I talk about decisions a lot here in these pages because a lot of people, and I include myself amongst those people, get hung up on decisions. We get hung up collecting information, we get hung up measuring pros and cons, we get hung up with figuring out how we really feel and how much of that is old programmed nonsense that we really don’t believe anymore. We get hung up because we’re terribly afraid that we’re going to make a mistake, do it wrong, fail, look foolish… I could go on. There is a test that helps us get past all of that, at least for the decision-making part. It’s simple, really. Acting after that is a separate discussion, but the test for a decision is remarkably easy.
Martha Beck, the brilliant PhD with whom I trained as a life coach and one of my esteemed mentors, agrees with other brilliant souls that the defining feature to look for in these times is a feeling. WHOA! I realize I may be losing some of you already. If this is not your first time at my personal rodeo, you probably saw that coming. The feeling that Martha Beck suggests we look for is something she calls “shackles on.” Looking for that shackles on feeling requires a couple of things. The first thing you’ll need to do is get quiet; stop the clamor of data in your head; stop the pro and con list (you can have them back later if you really need them). Get quiet and take some deep breaths. Let yourself temporarily let go of all of the reasons you SHOULD choose one thing or the other. When you’ve gotten yourself quieter, imagine one of the possibilities you’re considering, and see how it makes you FEEL.
Does it feel like you’ve got shackles on? For me that usually means heaviness and a feeling of being drained; my body will actually respond by slumping in my chair and emotions like dread and sadness usually come as well. Does it feel like shackles off? For me that means feeling physically lighter, breathing more fully; my body responds by straightening up, my head drifts upward and back on top of my neck where it is supported. I feel airier, like there’s room for me; I feel unlimited. THAT feels like freedom. That’s shackles off. My body knows where my true preferences lie, without all of the mental gymnastics I torture myself with. When you stop to see how you REALLY feel about options, sometimes the right decision becomes incredibly, even physically, clear.
BUT WAIT you say, I can’t possibly because… yes, I know. You have responsibilities. You have financial realities. You have obligations. I’m not being sarcastic. I TOTALLY get it; believe me. I have them too. Here’s the thing, recognizing what choice feels like freedom doesn’t mean you have to do that thing right this minute. What?!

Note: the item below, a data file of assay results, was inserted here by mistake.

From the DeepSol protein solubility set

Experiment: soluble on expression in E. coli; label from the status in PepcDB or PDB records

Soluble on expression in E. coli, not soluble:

Here’s the thing about big changes and hard decisions and knowing what makes you feel free, knowing what your deepest desires are; these are treasures, precious cargo, and they deserve to be treated with the utmost respect, and sometimes that doesn’t mean jumping in with both feet into something big. Sometimes that means holding and refining that vision until you know exactly how you want it to go, nurturing it, cultivating it like a tender seedling. Sometimes it means asking yourself: “What are 10 small things I can do to get closer to THAT version of my life? What is it about that vision that works for me? Can I get a little of that while I work on all of this?” and then doing some of that, doing the work that will make it possible to get to where you ACTUALLY want to go; doing the work that will make the voices that tell you that you’re being foolish or that your dreams are impossible have to stop because, look, you’re doing it; doing the work that will make it easier to make a transition that might not be as immediately gratifying as going into your boss’ office and telling her exactly what you think of her. You can start to build your dream with little bricks, little motions, little efforts to tend your garden
You can do all that, OR you can keep using your spreadsheet and concluding that staying where you or choosing the thing that most certainly does not feel like freedom is the only possibility, convincing yourself that how you feel about it is immaterial. You can pretend that there is nothing between choice A and choice B because it feels too painful to admit what you actually want. You can pretend that you have no choice because of all of your obligations and you can continue to feel shackled to your current reality. You can continue to collect evidence for why it’s so awful. You can do that, but I’m not sure why you’d want to. Wouldn’t a little freedom, even if it’s just in the form of a vision and a list of steps, feel REALLY, REALLY good?
If your vision maker feels broken or you’re afraid of what you’ll find if you look for your feelings, I’d be honored to help with that.